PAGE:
The market inefficiency sustaining Big Tech

The user data arbitrage and the right regulatory remedy

Anthony Bardaro
May 20, 2017 · 4 min read

Awesome piece Jason. Curious about three things…

  1. What’s your problem with Facebook having your personal data? There are a lot of reasons people wouldn’t want that, I’m just curious about your own, personal concerns. Sounds like you have an issue with either all of your personal data getting concentrated on one platform or having information about you preserved online rather than being undetectable offline. Regardless, is your ultimate concern:
    a) getting hacked/identity theft; and/or
    b) authoritarian monitoring?

I’m in no way trying to debate or provoke you, I’m just trying to understand more about your concerns and your individual opportunity costs, because there are appreciable net benefits of the digital economy, which can be preserved if given the right set of prescriptions for privacy risks…

Personally, I’m happy to sing the praises of the digital economy — and reap the benefits — but I know it’s easy to whistle-past-the-graveyard if you haven’t suffered the consequences of a hack, identity theft, or loss of personal liberty.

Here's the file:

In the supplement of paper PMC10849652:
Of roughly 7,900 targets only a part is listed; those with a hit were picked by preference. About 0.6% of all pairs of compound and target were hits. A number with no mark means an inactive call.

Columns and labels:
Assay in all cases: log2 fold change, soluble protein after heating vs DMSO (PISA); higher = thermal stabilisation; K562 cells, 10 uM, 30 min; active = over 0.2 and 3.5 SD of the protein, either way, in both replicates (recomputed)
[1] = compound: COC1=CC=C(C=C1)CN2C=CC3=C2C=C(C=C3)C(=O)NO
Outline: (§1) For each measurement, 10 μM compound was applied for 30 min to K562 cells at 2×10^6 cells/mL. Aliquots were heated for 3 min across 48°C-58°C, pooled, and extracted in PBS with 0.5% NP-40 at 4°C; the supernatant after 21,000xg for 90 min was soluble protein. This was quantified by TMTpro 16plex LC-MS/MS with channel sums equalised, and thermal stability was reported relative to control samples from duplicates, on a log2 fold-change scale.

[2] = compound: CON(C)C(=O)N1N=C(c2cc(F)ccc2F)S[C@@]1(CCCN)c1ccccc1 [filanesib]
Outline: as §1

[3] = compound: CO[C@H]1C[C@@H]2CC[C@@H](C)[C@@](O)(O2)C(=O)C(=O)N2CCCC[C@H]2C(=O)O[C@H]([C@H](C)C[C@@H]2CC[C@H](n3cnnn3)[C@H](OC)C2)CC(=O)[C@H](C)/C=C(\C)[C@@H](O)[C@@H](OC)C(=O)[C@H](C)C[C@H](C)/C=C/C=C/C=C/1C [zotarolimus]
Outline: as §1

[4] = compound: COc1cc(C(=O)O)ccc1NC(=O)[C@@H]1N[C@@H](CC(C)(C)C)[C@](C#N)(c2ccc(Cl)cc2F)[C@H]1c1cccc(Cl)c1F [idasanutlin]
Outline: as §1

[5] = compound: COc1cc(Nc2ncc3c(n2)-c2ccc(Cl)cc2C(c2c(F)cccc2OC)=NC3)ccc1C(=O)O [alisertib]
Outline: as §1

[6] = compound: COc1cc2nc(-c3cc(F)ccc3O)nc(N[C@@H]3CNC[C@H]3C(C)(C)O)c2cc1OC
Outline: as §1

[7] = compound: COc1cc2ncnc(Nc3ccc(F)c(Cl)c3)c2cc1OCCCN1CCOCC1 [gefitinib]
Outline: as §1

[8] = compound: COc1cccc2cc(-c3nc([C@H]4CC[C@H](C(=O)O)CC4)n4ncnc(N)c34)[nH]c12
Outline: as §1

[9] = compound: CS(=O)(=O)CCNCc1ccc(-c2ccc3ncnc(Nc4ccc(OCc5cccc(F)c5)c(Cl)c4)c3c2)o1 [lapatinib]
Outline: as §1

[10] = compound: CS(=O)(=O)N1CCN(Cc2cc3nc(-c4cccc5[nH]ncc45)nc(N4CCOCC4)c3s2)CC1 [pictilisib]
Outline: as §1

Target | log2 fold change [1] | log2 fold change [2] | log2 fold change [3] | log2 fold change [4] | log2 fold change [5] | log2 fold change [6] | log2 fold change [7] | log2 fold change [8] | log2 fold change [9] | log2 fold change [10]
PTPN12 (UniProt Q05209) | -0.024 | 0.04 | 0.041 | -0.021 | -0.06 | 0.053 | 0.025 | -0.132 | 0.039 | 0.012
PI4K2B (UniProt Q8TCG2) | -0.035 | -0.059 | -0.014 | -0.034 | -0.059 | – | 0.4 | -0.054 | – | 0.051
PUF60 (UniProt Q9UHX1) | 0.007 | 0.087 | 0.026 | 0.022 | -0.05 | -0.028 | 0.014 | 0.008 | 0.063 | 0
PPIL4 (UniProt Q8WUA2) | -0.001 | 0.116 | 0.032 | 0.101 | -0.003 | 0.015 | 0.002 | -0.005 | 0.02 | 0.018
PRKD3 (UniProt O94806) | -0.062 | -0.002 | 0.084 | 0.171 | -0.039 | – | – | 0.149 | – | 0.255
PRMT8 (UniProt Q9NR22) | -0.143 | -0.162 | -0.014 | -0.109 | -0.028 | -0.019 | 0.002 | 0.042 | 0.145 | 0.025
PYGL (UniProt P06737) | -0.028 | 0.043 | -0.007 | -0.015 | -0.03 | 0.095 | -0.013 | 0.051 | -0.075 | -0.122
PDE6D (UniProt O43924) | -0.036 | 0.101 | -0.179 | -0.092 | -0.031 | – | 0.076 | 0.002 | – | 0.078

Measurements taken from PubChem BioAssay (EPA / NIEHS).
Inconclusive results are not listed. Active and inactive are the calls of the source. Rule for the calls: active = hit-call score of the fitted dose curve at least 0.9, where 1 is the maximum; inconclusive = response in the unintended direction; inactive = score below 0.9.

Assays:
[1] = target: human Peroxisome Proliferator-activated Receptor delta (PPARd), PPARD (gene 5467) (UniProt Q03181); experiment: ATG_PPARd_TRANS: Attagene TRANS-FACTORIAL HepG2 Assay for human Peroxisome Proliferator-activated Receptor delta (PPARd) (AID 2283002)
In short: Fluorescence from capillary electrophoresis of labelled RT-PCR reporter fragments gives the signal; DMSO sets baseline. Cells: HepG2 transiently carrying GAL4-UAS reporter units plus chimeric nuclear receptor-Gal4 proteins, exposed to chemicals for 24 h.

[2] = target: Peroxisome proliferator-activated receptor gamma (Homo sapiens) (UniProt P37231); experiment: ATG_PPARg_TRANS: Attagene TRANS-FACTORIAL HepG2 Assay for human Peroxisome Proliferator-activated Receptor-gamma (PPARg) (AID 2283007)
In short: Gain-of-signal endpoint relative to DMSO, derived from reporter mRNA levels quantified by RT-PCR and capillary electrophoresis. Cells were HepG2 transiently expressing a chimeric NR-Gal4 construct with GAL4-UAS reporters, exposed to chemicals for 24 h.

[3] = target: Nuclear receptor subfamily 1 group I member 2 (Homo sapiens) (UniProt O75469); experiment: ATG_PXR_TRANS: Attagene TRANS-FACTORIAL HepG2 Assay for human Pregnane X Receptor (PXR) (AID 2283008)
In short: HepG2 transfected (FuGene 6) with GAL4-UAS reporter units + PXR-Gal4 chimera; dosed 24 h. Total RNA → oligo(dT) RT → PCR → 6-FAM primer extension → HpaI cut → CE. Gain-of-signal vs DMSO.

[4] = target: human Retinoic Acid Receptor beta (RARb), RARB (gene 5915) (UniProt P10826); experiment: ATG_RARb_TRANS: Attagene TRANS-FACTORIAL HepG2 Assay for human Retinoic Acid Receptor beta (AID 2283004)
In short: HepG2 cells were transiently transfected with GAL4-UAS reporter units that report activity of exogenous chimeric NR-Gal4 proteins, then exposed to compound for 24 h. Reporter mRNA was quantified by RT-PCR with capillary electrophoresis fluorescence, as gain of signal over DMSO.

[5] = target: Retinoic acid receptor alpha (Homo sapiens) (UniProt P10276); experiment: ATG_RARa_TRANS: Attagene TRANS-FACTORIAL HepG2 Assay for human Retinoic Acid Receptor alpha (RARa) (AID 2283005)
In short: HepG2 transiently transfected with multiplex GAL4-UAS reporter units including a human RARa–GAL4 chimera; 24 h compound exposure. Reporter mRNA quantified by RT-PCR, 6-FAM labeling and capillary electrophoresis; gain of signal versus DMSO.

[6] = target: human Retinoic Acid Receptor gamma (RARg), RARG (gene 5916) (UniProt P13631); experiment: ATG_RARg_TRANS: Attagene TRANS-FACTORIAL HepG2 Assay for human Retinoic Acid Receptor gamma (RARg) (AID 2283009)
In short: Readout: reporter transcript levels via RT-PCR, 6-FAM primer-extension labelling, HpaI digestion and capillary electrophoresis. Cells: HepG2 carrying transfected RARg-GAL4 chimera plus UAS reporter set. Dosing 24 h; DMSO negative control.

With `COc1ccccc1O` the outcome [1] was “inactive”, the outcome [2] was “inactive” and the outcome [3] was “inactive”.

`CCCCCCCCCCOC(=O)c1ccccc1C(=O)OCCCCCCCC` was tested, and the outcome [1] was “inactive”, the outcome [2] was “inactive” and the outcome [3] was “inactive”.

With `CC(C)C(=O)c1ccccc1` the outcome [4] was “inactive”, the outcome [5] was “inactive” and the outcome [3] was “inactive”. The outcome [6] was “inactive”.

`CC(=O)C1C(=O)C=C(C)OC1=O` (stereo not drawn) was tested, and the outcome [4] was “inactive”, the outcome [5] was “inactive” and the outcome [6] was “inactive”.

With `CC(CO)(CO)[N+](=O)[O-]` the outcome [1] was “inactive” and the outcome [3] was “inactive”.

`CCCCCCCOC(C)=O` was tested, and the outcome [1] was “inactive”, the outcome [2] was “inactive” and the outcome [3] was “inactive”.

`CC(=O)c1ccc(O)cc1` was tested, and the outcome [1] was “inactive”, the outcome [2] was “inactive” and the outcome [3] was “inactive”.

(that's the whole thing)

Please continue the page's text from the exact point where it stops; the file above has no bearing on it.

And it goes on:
Whether social or software, the space is getting more competitive and more crowded, but the first movers — today’s giants of the digital economy — still enjoy the massive profit margins that have [imprecisely] become synonymous with “Tech.”

Massive profit margins are incontrovertibly a sign of market inefficiency. I hope exogenous interventions (like antitrust breakups) are not the fate of these business, but something will compress those wide profit margins. These tech giants happen to be the ones who have successfully aggregated all of our user data, and accordingly, the following prescriptions are a more reasonable tact. The absence* of these requirements have perpetuated the market inefficiency responsible for Big Tech’s unassailable profitability…

  1. Encryption and anonymization should be compulsory by law (ex ante): This isn’t as much of a tangible expense as it is an opportunity cost for Big Tech, whose revenue streams from data sales to/sharing with 3rd parties will suffer as a consequence of this requirement. It’s fine for each company to build personal user profiles for in-house use, because that enables them to better serve consumers with applications like digital assistants, for example. But, any data that’s shared with a 3rd party should be scrubbed. If you’re still concerned with in-house data getting hacked, that leads me to my second point…

If implemented, these two solutions will preserve the consumer surplus so brilliantly provided by Big Tech: Apps will still be free; the web will still be open; etc. However, these prescriptions will also hedge the event risks that are the nasty underbelly of Web 2.0’s digital economy.

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*Some commentators will say that both of these requirements are already enforced. Most preexisting standards are weak-form that need to be amplified. We can debate this at length at another time.

Anthony Bardaro

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